Till date, no discrete definitive genetic mutation has been identified for PC. Majority of cases are sporadic but certain other mutations have been seen in patients with PC suggesting role of such mutations in causing PC spectrum. These are:

  1. Duplication of ALDH1A2 gene that encodes for an enzyme which is needed for Vitamin A metabolism into transretinoic acid which, in turn, plays a critical role in normal cardiac and diaphragm development

  2. Mutation in the thoracoabdominal gene in Xq25-q26.1 zone plays a role in sternum defects, cardiac defects, and abdominal wall defects

  3. PORCN mutation – This gene is X-linked and has been linked to Goltz-Gorlin syndrome. Few cases of concurrent Goltz-Gorlin syndrome in PC have been reported suggesting the presence of this mutation in cases of PC. This gene plays a role in Wnt ligand acetylation and any defect in Wnt/beta-catenin pathway may lead to midline defects.[3,4]

Association and causative factors

The exact cause of such pathology is still not known but association has been seen with trisomy 18 and trisomy 21.[5] We could not find any probable factor associated with this condition, though we agree that due to financial constraints, we could not send the fetal tissue for karyotyping.

Various possible causative agents include teratogenic drugs and external stimuli, maternal infections, and amniotic band syndrome which can tear yolk sac in early gestation and may lead to such anomaly.[6]

Spectrum of the disorder

Since the first description of PC, various different presentations, severity, and penetration in the disease spectrum have been reported. Anterior abdominal wall defect generally presents as an omphalocele in 63% of such cases. Sternal defects may range from complete absence of sternum to absence of xiphoid process only. Intracardiac defects are essential criteria to diagnose PC with ventricular septal defect being almost always present in all cases. Other associated lesions may consist of atrial septal defect, tetralogy of Fallot, Ebstein anomaly, or single atrium.[7] Toyama has classified PC into three classes: Class 1 – where all five defects are present, Class 2 – where four defects are present with intracardiac and ventral wall defects definitely present, and Class 3 – not all defects are seen but sternal defect is definitely seen.[8] The presence of ectopia cordis and omphalocele comes under the most severe form of PC. Depending on the location, ectopia cordis has been divided into four types – cervical, thoracic, abdominal, and thoracoabdominal.[9]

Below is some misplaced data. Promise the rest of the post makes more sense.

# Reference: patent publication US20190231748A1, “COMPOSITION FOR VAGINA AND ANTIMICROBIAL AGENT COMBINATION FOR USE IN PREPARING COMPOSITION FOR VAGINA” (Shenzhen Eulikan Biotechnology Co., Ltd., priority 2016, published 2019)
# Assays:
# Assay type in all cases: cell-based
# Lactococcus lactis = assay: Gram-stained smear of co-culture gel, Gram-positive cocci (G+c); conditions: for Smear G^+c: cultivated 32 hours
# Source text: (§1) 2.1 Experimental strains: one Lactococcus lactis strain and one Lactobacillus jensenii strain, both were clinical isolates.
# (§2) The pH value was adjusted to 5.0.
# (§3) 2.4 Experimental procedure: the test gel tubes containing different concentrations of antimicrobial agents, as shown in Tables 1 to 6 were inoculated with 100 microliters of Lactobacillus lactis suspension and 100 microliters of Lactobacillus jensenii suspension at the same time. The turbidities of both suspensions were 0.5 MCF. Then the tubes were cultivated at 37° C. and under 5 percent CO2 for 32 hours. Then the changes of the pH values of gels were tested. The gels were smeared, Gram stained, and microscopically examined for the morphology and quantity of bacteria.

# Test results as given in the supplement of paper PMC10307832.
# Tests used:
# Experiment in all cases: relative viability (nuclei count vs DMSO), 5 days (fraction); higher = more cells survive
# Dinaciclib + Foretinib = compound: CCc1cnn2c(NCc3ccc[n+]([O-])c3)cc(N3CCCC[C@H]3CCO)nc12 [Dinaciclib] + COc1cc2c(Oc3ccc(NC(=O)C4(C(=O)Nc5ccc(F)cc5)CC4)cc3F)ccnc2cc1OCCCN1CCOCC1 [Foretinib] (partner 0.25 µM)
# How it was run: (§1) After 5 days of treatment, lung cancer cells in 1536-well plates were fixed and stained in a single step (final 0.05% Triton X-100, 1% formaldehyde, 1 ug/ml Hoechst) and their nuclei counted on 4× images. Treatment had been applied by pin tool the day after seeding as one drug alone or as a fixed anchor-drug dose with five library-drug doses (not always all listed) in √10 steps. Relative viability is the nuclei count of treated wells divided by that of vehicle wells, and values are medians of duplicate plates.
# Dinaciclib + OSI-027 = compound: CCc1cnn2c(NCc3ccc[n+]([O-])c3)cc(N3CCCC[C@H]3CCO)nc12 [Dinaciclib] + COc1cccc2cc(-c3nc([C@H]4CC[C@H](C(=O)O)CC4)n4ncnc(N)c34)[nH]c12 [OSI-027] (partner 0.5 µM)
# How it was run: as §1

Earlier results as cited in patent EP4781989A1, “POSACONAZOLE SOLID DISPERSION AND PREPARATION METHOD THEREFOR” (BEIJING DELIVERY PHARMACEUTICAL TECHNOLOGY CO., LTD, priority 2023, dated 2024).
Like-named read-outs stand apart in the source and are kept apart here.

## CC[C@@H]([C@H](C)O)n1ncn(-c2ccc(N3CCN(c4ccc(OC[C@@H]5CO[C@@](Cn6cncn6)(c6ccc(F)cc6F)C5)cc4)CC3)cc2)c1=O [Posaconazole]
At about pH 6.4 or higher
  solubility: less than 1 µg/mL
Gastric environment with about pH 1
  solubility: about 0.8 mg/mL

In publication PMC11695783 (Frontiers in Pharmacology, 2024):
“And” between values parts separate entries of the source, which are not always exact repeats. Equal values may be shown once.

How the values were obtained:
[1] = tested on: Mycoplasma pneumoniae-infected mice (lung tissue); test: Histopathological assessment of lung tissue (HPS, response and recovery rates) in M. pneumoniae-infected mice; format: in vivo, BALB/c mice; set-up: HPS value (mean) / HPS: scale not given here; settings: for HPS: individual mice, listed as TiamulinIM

Other associated anomalies which can be seen in cases of PC are cleft lip, cleft palate, club foot, spina bifida, meningocele, meningomyelocele, hydrocephalus, and encephalocele. In our case, the baby had thoracoabdominal ectopia cordis, omphalocele, liver herniation, an absent lower 2/3rd sternum, diaphragmatic defect, and intracardiac defects. As we could not look for pericardium, our case comes under the most severe form of probable (Class 2) PC.

Prenatal diagnosis

PC can be diagnosed in the first trimester on 2D ultrasonography. Sepulveda et al. reported seven cases of PC which were diagnosed in the first trimester.[10] In cases where large defects are not seen, the presence of pericardial effusion may suggest possibility of PC. Further detailed anatomic evaluation can be done by 3D ultrasonography, MRI, and echocardiography (for intracardiac lesions). PC may be associated with aneuploidies, therefore, prenatal testing to rule out aneuploidies should be taken into consideration for better paternal counseling and formulate plan of further management.